Art Love Collective co-founders Hollie Blakeney and Morgan Long felt the Lawrence arts community was lacking something, and they opened Lawrence’s newest gallery with the intention of filling that void.
The collective opened its doors at 646 Vermont St. in mid-March. Blakeney — who based the business model on an arts co-op she founded in Michigan — refers to Art Love as a “hub” where people can gather not only to purchase and create art, but also to host events and attend artist-led classes.
“Our goal is to provide a safe space for artists from all communities, and to be able to help them sell and promote their work,” Blakeney said. “We really want to help artists grow in an inclusive environment with communal support.”
The collective’s business model aims to make art accessible for artists of all backgrounds. Of the 35 members and 13 commissioned artists, Blakeney said about half are people of color or queer.
Local artist and co-chair and community coordinator for the Indigenous Community Center Moniqué Mercurio, of the Ohlone Costanoan Esselen Nation, said that before Art Love opened, she didn’t have any luck with local galleries.
“As an Indigenous artist, I’ve tried very hard to get into shops locally,” Mercurio said. “I wasn’t met in any capacity of support whatsoever … I work with the community in a very large capacity, so, you know, I’m getting a very good feel of genuine people versus performative people.”
Sam Azzaro, who joined the collective as soon as it opened in March, said they enjoy having space to make their art without censorship. Azzaro has worked in a variety of mediums, including photography, drawing, sculpture and metal work. They received a bachelor’s in fine arts from the University of Wisconsin-Whitewater before pursuing a master’s degree in higher education administration at the University of Kansas.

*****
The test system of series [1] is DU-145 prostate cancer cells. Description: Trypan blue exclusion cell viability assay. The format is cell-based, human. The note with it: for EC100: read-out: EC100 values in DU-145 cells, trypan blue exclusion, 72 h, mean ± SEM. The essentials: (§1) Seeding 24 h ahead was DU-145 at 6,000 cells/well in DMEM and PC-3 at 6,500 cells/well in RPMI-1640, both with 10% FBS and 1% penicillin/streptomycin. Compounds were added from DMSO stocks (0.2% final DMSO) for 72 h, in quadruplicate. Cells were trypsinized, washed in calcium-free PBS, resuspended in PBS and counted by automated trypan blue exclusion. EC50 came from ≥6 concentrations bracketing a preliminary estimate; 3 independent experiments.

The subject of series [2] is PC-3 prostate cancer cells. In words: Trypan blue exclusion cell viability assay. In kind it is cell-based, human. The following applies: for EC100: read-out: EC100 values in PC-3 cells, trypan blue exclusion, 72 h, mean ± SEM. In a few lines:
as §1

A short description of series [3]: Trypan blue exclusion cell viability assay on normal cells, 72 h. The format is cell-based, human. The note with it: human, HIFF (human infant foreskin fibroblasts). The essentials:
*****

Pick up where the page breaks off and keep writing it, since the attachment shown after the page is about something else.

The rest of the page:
Some of Azzaro’s most recent work deals with the complexities of growing up transgender, and they say the collective allows them to create and show their work unapologetically.
“It’s a space where I don’t have to apologize for who I am,” Azzaro said. “Growing up, it really felt like I had to be closeted and hide that part of myself away. Or I had to tiptoe around varying people in my life. I don’t have to do that anymore. I am here to take up as much space as I want and as I need.”
Blakeney and Long aim to keep money in the artists’ pockets by charging creatives a monthly membership fee and taking a 10% commission. According to Blakeney, traditional galleries charge commissions as high as 70% and prohibit artists from selling their work anywhere else, forcing the creative to raise their prices and cater to a wealthier clientele.
Membership plans at the collective range from $100 to $200 per month and come with access to Art Love’s gallery and 24-hour studios. Additionally, the more expensive options give artists discounts on classroom and event space rentals and online exposure through the collective’s digital art market. There’s also a guest artist option that doesn’t require a membership but takes a 40% commission on sales.
“The main point of this space is just to keep everything in the artists’ pockets — we aren’t here to make money off of them,” Long said. Laughing a bit, she added: “We really just want to pay rent. That’s it.”
By providing an inclusive home base for artists, musicians and writers, Blakeney and Long aim to simultaneously make original artwork accessible and encourage an entire generation of underrepresented artists.
“It’s so empowering for me to see them also take up that space that they need,” Azzaro said. “Being able to support Black artists, Indigenous artists and queer artists in any sort of capacity is something that I really enjoy and love.”
The collective’s Final Friday exhibition, set for 6 to 9 p.m. Friday, April 28, will feature Indigenous artists. On Sunday, it will host the kickoff for Actions for Justice Week, a week dedicated to Missing and Murdered Indigenous Women, Girls, Two-Spirit and Trans (MMIWG2ST) people. Read more about that at this link.
Art Love Collective is open to the public from 11 a.m. to 6 p.m. Wednesdays through Saturdays. Learn more on their website, artlovecollective.org.
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Chloe Anderson (she/her) contributed to The Lawrence Times from August 2022 through May 2023. She is also published in Climbing magazine, Kansas Reflector and Sharp End Publishing. As a recent graduate of the University of Kansas, Chloe plans to continue her career in photography, rock climbing and writing somewhere out West.
You can view her portfolio, articles and commissioned work here. Check out more of her work for the Times here.